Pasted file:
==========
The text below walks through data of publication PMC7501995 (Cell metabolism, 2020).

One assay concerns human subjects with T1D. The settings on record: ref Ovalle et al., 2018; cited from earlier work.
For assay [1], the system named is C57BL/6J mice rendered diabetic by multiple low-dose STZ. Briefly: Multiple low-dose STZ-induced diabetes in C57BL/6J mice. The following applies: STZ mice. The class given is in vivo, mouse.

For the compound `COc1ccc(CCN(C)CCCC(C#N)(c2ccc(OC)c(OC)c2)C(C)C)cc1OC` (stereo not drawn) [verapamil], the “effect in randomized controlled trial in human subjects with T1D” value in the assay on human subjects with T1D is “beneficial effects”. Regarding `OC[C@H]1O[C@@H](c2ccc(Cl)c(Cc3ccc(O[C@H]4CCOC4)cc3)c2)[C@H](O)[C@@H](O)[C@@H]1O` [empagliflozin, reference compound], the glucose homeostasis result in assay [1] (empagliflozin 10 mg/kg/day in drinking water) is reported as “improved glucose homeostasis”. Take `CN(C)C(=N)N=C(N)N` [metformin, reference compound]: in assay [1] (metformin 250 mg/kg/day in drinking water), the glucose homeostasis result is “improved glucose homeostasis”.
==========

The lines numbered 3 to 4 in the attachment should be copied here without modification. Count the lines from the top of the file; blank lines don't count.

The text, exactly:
For assay [1], the system named is C57BL/6J mice rendered diabetic by multiple low-dose STZ. Briefly: Multiple low-dose STZ-induced diabetes in C57BL/6J mice. The following applies: STZ mice. The class given is in vivo, mouse.

For the compound `COc1ccc(CCN(C)CCCC(C#N)(c2ccc(OC)c(OC)c2)C(C)C)cc1OC` (stereo not drawn) [verapamil], the “effect in randomized controlled trial in human subjects with T1D” value in the assay on human subjects with T1D is “beneficial effects”. Regarding `OC[C@H]1O[C@@H](c2ccc(Cl)c(Cc3ccc(O[C@H]4CCOC4)cc3)c2)[C@H](O)[C@@H](O)[C@@H]1O` [empagliflozin, reference compound], the glucose homeostasis result in assay [1] (empagliflozin 10 mg/kg/day in drinking water) is reported as “improved glucose homeostasis”. Take `CN(C)C(=N)N=C(N)N` [metformin, reference compound]: in assay [1] (metformin 250 mg/kg/day in drinking water), the glucose homeostasis result is “improved glucose homeostasis”.